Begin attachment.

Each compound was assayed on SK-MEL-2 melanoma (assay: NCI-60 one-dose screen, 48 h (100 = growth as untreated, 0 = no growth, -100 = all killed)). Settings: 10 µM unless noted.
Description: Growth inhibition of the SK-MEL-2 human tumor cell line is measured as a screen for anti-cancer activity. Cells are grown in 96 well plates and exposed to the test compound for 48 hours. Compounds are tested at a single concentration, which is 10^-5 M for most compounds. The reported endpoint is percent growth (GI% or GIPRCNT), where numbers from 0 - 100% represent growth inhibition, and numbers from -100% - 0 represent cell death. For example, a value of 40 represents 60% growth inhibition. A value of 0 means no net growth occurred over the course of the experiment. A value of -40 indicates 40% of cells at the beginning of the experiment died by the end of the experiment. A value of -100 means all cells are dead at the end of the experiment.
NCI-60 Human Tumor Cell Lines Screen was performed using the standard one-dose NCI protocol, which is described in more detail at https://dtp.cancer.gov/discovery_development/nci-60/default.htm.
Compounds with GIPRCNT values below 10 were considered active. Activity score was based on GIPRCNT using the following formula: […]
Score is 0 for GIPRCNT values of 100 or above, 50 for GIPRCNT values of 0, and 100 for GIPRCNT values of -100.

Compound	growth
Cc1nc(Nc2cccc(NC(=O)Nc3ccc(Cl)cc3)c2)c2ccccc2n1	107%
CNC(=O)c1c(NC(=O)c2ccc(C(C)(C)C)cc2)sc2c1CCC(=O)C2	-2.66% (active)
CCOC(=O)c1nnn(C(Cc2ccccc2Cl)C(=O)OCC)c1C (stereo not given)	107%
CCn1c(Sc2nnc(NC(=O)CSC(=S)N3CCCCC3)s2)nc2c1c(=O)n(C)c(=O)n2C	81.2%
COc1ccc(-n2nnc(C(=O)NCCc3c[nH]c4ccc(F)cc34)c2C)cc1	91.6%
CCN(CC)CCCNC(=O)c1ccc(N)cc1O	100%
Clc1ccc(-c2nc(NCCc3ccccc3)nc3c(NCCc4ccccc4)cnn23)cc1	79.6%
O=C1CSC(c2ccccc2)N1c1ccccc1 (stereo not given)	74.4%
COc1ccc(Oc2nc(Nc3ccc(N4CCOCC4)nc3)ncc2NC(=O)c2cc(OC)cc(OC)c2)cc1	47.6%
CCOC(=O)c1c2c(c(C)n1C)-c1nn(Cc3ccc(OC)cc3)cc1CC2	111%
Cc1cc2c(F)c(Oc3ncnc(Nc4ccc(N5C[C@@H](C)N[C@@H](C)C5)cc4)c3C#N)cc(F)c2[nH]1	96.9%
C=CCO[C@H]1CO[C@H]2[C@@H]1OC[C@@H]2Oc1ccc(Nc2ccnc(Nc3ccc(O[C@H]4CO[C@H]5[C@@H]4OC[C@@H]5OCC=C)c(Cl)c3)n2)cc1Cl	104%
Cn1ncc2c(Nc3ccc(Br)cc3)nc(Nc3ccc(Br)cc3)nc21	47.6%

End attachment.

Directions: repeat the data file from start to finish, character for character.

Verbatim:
Each compound was assayed on SK-MEL-2 melanoma (assay: NCI-60 one-dose screen, 48 h (100 = growth as untreated, 0 = no growth, -100 = all killed)). Settings: 10 µM unless noted.
Description: Growth inhibition of the SK-MEL-2 human tumor cell line is measured as a screen for anti-cancer activity. Cells are grown in 96 well plates and exposed to the test compound for 48 hours. Compounds are tested at a single concentration, which is 10^-5 M for most compounds. The reported endpoint is percent growth (GI% or GIPRCNT), where numbers from 0 - 100% represent growth inhibition, and numbers from -100% - 0 represent cell death. For example, a value of 40 represents 60% growth inhibition. A value of 0 means no net growth occurred over the course of the experiment. A value of -40 indicates 40% of cells at the beginning of the experiment died by the end of the experiment. A value of -100 means all cells are dead at the end of the experiment.
NCI-60 Human Tumor Cell Lines Screen was performed using the standard one-dose NCI protocol, which is described in more detail at https://dtp.cancer.gov/discovery_development/nci-60/default.htm.
Compounds with GIPRCNT values below 10 were considered active. Activity score was based on GIPRCNT using the following formula: […]
Score is 0 for GIPRCNT values of 100 or above, 50 for GIPRCNT values of 0, and 100 for GIPRCNT values of -100.

Compound	growth
Cc1nc(Nc2cccc(NC(=O)Nc3ccc(Cl)cc3)c2)c2ccccc2n1	107%
CNC(=O)c1c(NC(=O)c2ccc(C(C)(C)C)cc2)sc2c1CCC(=O)C2	-2.66% (active)
CCOC(=O)c1nnn(C(Cc2ccccc2Cl)C(=O)OCC)c1C (stereo not given)	107%
CCn1c(Sc2nnc(NC(=O)CSC(=S)N3CCCCC3)s2)nc2c1c(=O)n(C)c(=O)n2C	81.2%
COc1ccc(-n2nnc(C(=O)NCCc3c[nH]c4ccc(F)cc34)c2C)cc1	91.6%
CCN(CC)CCCNC(=O)c1ccc(N)cc1O	100%
Clc1ccc(-c2nc(NCCc3ccccc3)nc3c(NCCc4ccccc4)cnn23)cc1	79.6%
O=C1CSC(c2ccccc2)N1c1ccccc1 (stereo not given)	74.4%
COc1ccc(Oc2nc(Nc3ccc(N4CCOCC4)nc3)ncc2NC(=O)c2cc(OC)cc(OC)c2)cc1	47.6%
CCOC(=O)c1c2c(c(C)n1C)-c1nn(Cc3ccc(OC)cc3)cc1CC2	111%
Cc1cc2c(F)c(Oc3ncnc(Nc4ccc(N5C[C@@H](C)N[C@@H](C)C5)cc4)c3C#N)cc(F)c2[nH]1	96.9%
C=CCO[C@H]1CO[C@H]2[C@@H]1OC[C@@H]2Oc1ccc(Nc2ccnc(Nc3ccc(O[C@H]4CO[C@H]5[C@@H]4OC[C@@H]5OCC=C)c(Cl)c3)n2)cc1Cl	104%
Cn1ncc2c(Nc3ccc(Br)cc3)nc(Nc3ccc(Br)cc3)nc21	47.6%